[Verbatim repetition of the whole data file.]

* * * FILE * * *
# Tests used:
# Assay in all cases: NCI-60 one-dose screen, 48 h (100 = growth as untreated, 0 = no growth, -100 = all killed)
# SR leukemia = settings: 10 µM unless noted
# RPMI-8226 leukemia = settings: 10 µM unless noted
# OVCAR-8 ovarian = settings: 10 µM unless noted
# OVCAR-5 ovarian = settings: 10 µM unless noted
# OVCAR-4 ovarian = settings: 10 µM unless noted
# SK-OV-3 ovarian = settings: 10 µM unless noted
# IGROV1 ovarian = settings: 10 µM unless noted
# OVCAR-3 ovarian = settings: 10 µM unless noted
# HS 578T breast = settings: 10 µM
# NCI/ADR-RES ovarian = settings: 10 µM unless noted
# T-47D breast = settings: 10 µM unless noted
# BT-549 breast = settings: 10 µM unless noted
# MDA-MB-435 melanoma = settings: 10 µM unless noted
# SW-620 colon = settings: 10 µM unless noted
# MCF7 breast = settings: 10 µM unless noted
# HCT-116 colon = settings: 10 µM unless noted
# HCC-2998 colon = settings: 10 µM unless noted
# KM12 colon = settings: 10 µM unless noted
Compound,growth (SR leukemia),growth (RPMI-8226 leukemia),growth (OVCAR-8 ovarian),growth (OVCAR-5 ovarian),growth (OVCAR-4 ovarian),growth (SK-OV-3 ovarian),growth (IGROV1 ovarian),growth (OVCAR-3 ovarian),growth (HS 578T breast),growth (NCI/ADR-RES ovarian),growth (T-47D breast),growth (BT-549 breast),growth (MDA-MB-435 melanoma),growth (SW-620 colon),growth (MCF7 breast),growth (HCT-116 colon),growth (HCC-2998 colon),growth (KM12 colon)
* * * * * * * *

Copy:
# Tests used:
# Assay in all cases: NCI-60 one-dose screen, 48 h (100 = growth as untreated, 0 = no growth, -100 = all killed)
# SR leukemia = settings: 10 µM unless noted
# RPMI-8226 leukemia = settings: 10 µM unless noted
# OVCAR-8 ovarian = settings: 10 µM unless noted
# OVCAR-5 ovarian = settings: 10 µM unless noted
# OVCAR-4 ovarian = settings: 10 µM unless noted
# SK-OV-3 ovarian = settings: 10 µM unless noted
# IGROV1 ovarian = settings: 10 µM unless noted
# OVCAR-3 ovarian = settings: 10 µM unless noted
# HS 578T breast = settings: 10 µM
# NCI/ADR-RES ovarian = settings: 10 µM unless noted
# T-47D breast = settings: 10 µM unless noted
# BT-549 breast = settings: 10 µM unless noted
# MDA-MB-435 melanoma = settings: 10 µM unless noted
# SW-620 colon = settings: 10 µM unless noted
# MCF7 breast = settings: 10 µM unless noted
# HCT-116 colon = settings: 10 µM unless noted
# HCC-2998 colon = settings: 10 µM unless noted
# KM12 colon = settings: 10 µM unless noted
Compound,growth (SR leukemia),growth (RPMI-8226 leukemia),growth (OVCAR-8 ovarian),growth (OVCAR-5 ovarian),growth (OVCAR-4 ovarian),growth (SK-OV-3 ovarian),growth (IGROV1 ovarian),growth (OVCAR-3 ovarian),growth (HS 578T breast),growth (NCI/ADR-RES ovarian),growth (T-47D breast),growth (BT-549 breast),growth (MDA-MB-435 melanoma),growth (SW-620 colon),growth (MCF7 breast),growth (HCT-116 colon),growth (HCC-2998 colon),growth (KM12 colon)